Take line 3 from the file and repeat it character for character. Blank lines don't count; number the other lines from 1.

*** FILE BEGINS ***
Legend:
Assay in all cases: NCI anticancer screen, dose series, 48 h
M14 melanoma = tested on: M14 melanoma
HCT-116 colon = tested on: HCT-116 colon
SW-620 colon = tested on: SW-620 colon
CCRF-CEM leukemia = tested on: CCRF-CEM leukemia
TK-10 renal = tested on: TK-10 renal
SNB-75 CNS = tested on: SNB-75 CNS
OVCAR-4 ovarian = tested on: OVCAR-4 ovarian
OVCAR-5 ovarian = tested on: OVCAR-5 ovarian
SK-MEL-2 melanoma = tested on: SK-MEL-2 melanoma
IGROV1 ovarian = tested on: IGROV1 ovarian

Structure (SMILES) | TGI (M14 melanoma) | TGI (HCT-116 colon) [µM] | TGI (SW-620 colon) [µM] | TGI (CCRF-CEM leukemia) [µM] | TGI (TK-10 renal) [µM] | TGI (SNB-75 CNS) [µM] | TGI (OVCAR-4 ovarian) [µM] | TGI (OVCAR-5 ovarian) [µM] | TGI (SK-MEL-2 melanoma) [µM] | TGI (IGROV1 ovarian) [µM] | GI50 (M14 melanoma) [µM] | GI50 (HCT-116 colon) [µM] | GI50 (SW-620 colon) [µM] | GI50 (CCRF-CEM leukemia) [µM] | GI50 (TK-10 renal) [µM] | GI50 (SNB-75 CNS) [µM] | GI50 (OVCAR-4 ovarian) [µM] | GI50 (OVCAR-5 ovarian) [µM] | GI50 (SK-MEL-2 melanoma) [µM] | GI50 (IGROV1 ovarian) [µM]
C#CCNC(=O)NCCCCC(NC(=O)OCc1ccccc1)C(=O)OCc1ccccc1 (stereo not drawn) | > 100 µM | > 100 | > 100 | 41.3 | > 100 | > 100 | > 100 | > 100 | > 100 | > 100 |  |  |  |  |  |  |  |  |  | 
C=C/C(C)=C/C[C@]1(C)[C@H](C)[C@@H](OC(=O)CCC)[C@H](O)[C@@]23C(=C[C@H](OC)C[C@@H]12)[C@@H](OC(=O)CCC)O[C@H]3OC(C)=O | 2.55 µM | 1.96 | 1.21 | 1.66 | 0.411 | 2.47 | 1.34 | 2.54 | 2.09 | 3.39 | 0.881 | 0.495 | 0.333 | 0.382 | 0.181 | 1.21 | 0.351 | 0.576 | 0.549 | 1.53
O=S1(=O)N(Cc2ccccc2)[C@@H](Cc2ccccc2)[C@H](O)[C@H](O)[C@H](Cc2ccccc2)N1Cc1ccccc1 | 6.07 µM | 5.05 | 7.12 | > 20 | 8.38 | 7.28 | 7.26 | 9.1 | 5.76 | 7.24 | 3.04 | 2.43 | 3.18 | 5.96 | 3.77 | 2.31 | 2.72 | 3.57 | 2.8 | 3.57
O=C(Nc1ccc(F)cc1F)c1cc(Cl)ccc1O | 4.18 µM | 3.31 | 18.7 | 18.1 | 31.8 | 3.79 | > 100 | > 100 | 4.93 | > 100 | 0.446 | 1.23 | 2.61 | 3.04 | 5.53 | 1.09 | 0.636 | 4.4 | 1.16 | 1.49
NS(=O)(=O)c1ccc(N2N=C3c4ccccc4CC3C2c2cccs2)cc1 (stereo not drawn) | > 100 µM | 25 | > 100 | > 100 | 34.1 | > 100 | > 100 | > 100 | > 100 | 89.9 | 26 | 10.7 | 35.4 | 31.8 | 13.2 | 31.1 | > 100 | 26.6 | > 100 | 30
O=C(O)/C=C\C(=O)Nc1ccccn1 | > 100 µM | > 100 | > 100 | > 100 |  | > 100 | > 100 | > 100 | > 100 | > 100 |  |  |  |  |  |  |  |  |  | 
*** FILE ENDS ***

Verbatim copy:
M14 melanoma = tested on: M14 melanoma